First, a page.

Perhaps looking backwards is a good way of spotting valuable things we’ve lost and deserve to be remembered, or at the very least explored.

Privacy Policies are not enough. Transparency requires accessibility.


TLDR: Make data policy statements accessible, else they’re worthless.

There is currently lots of discussion about privacy policies, and the use of data by applications (not just mobile, but any application, whether it be desktop, web or unicomp) after a number of notable examples of companies taking/using data from you without explicitly asking permission to do so.

At the same time, Google have recently changed their privacy policy across all of their services, to provide a simpler, singular, shared policy, which not only aims to keep the policy more simple, but also allows data to be shared across their services.

And, today, a shared privacy policy has been agreed by the major ‘app store’ owners, which further aims to make policies clearer and arguably more strict when it comes to use of your data (ergo life).

Admirable (or forced into doing so) or otherwise, having data policy statements is only part of the job.

I challenge you to find me three people in your network who have read a EULA when purchasing software, or read every letter of the terms and conditions when buying a product from an online (or offline, for that matter) retailer. If you can find me three, and they’re not all lawyers, good on you – you’ll know just how much spare time your friends have on their hands to enable them to read the lengthy legal documents, and how intelligent your friends are that they can intepret the often complex and grey language.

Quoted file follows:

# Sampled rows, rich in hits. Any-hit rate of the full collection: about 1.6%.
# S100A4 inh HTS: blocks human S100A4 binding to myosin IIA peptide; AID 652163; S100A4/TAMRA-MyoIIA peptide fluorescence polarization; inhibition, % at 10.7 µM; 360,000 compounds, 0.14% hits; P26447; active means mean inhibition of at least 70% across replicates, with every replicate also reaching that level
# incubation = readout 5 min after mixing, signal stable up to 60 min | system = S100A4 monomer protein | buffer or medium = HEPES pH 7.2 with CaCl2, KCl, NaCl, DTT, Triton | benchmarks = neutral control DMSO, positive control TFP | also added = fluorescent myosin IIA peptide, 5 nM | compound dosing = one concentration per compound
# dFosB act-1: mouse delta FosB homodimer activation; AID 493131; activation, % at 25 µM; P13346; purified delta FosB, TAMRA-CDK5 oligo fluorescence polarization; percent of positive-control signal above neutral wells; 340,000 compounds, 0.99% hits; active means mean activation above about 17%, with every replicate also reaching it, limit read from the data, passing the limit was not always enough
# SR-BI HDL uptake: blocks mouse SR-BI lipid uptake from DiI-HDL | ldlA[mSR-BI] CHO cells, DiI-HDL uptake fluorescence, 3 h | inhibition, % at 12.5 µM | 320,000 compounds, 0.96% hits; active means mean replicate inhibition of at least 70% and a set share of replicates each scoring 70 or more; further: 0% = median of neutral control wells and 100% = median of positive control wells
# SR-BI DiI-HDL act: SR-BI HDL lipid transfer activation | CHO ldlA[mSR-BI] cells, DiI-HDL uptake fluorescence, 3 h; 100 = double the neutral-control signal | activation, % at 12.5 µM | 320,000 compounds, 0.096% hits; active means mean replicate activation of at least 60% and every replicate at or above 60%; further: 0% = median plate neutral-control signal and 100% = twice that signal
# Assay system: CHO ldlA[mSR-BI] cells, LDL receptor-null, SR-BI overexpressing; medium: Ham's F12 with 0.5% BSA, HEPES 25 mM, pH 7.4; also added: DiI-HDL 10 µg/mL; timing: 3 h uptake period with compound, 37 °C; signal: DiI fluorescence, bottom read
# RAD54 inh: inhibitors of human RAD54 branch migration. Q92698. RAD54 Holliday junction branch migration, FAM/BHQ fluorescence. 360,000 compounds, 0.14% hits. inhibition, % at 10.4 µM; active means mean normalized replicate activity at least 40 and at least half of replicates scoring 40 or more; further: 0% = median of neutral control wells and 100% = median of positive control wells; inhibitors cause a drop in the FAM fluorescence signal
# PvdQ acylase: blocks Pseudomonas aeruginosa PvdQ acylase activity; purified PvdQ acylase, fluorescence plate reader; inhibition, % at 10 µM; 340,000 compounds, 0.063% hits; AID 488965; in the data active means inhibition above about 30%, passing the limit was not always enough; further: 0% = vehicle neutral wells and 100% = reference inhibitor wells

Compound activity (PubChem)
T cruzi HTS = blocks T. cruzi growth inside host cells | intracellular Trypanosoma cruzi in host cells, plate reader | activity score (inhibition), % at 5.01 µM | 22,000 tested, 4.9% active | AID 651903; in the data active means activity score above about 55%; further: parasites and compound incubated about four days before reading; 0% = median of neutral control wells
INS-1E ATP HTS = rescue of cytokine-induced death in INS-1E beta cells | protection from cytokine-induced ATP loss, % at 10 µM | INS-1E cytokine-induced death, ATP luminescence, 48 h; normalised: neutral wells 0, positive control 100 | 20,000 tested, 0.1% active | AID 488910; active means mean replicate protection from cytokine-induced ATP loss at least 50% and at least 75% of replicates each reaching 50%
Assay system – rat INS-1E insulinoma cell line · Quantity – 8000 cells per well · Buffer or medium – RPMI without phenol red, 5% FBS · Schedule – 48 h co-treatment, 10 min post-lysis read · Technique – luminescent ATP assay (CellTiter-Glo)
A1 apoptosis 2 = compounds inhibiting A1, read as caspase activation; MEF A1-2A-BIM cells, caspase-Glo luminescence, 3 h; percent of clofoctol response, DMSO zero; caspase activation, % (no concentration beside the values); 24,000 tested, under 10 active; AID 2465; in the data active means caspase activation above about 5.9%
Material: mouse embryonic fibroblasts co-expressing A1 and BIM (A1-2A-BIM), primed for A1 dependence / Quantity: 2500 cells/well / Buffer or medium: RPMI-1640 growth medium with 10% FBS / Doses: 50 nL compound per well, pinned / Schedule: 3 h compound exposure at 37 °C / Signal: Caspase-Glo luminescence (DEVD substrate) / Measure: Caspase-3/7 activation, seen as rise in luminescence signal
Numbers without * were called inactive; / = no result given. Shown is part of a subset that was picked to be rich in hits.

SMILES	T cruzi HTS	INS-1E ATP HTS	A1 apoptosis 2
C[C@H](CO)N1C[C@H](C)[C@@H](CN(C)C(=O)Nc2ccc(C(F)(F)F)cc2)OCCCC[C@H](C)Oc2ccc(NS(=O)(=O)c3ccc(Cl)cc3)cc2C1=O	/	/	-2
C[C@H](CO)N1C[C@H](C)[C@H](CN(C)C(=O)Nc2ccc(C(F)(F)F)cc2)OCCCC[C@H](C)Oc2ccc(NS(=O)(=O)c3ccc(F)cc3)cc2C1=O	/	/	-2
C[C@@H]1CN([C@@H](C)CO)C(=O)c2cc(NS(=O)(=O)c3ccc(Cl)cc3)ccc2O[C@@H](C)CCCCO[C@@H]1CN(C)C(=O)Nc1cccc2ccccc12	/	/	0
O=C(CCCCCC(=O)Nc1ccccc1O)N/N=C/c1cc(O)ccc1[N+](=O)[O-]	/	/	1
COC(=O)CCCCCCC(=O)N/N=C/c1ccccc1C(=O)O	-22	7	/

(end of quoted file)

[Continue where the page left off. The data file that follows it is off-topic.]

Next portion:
In the main (me included), consumers and users do not read license agreements, and rarely privacy policies. They generally make an assumption that the organisation aims to not be naughty with their data. They place a great deal of (sometimes misplaced) trust and faith in these organisations to respect the data they have access to. Sometimes, the assumption is stretched to breaking point.

Personally, some of the techniques used by apps like Path, Twitter, Color and Facebook, are innovative and magical. They provide a layer of intelligence to the application which you don’t have to think about. If a centralised system has access to your address book, and your friends’ address book, it can see there is an overlap, and suggest that you connect also via their service. This is smart. This is using data to create a better connection between two people. I’m all for these sorts of clever approaches to making smarter experiences.

I’ll go a step further. If you had to approve every single data transaction, or clever technique like this, two things would happen: a) user experience would become so poor, that most apps would rarely seem like magic, dramatically reducing their appeal and adoption, and become less likely to succeed to be frictionless and b) new and left-field techniques would rarely be implemented, and apps would become functional, and progress and exploration of new mechanisms to create ambient and passive interaction would falter.

These are bad things.